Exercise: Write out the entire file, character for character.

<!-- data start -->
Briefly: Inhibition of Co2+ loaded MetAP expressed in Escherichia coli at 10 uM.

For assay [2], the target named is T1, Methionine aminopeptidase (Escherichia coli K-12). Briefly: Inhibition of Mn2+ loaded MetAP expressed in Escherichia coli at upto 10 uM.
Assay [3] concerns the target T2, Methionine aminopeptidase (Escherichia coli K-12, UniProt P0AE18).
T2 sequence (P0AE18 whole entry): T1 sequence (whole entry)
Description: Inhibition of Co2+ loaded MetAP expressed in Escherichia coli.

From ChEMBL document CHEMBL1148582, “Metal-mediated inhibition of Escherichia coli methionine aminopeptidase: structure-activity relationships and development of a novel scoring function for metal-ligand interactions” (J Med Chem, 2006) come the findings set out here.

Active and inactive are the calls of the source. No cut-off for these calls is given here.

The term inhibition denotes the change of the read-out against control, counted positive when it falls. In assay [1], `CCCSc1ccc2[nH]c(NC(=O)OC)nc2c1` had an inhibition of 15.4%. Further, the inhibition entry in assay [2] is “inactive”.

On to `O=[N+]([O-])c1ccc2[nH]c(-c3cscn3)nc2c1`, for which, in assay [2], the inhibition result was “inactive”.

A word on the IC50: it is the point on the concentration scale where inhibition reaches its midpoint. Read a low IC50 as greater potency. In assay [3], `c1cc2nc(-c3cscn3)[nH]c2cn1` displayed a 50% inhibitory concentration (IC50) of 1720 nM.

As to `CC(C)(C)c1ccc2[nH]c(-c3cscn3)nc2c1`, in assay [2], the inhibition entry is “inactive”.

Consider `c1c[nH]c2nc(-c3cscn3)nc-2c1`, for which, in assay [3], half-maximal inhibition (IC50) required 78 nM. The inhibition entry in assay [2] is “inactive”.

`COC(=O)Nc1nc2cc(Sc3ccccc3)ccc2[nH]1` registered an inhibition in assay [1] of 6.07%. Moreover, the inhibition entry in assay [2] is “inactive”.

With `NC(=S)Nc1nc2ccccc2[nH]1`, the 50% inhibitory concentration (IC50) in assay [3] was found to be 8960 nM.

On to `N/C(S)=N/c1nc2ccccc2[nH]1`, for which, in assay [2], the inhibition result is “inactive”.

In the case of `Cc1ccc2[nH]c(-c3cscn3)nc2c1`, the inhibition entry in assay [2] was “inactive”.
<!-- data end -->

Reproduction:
Briefly: Inhibition of Co2+ loaded MetAP expressed in Escherichia coli at 10 uM.

For assay [2], the target named is T1, Methionine aminopeptidase (Escherichia coli K-12). Briefly: Inhibition of Mn2+ loaded MetAP expressed in Escherichia coli at upto 10 uM.
Assay [3] concerns the target T2, Methionine aminopeptidase (Escherichia coli K-12, UniProt P0AE18).
T2 sequence (P0AE18 whole entry): T1 sequence (whole entry)
Description: Inhibition of Co2+ loaded MetAP expressed in Escherichia coli.

From ChEMBL document CHEMBL1148582, “Metal-mediated inhibition of Escherichia coli methionine aminopeptidase: structure-activity relationships and development of a novel scoring function for metal-ligand interactions” (J Med Chem, 2006) come the findings set out here.

Active and inactive are the calls of the source. No cut-off for these calls is given here.

The term inhibition denotes the change of the read-out against control, counted positive when it falls. In assay [1], `CCCSc1ccc2[nH]c(NC(=O)OC)nc2c1` had an inhibition of 15.4%. Further, the inhibition entry in assay [2] is “inactive”.

On to `O=[N+]([O-])c1ccc2[nH]c(-c3cscn3)nc2c1`, for which, in assay [2], the inhibition result was “inactive”.

A word on the IC50: it is the point on the concentration scale where inhibition reaches its midpoint. Read a low IC50 as greater potency. In assay [3], `c1cc2nc(-c3cscn3)[nH]c2cn1` displayed a 50% inhibitory concentration (IC50) of 1720 nM.

As to `CC(C)(C)c1ccc2[nH]c(-c3cscn3)nc2c1`, in assay [2], the inhibition entry is “inactive”.

Consider `c1c[nH]c2nc(-c3cscn3)nc-2c1`, for which, in assay [3], half-maximal inhibition (IC50) required 78 nM. The inhibition entry in assay [2] is “inactive”.

`COC(=O)Nc1nc2cc(Sc3ccccc3)ccc2[nH]1` registered an inhibition in assay [1] of 6.07%. Moreover, the inhibition entry in assay [2] is “inactive”.

With `NC(=S)Nc1nc2ccccc2[nH]1`, the 50% inhibitory concentration (IC50) in assay [3] was found to be 8960 nM.

On to `N/C(S)=N/c1nc2ccccc2[nH]1`, for which, in assay [2], the inhibition result is “inactive”.

In the case of `Cc1ccc2[nH]c(-c3cscn3)nc2c1`, the inhibition entry in assay [2] was “inactive”.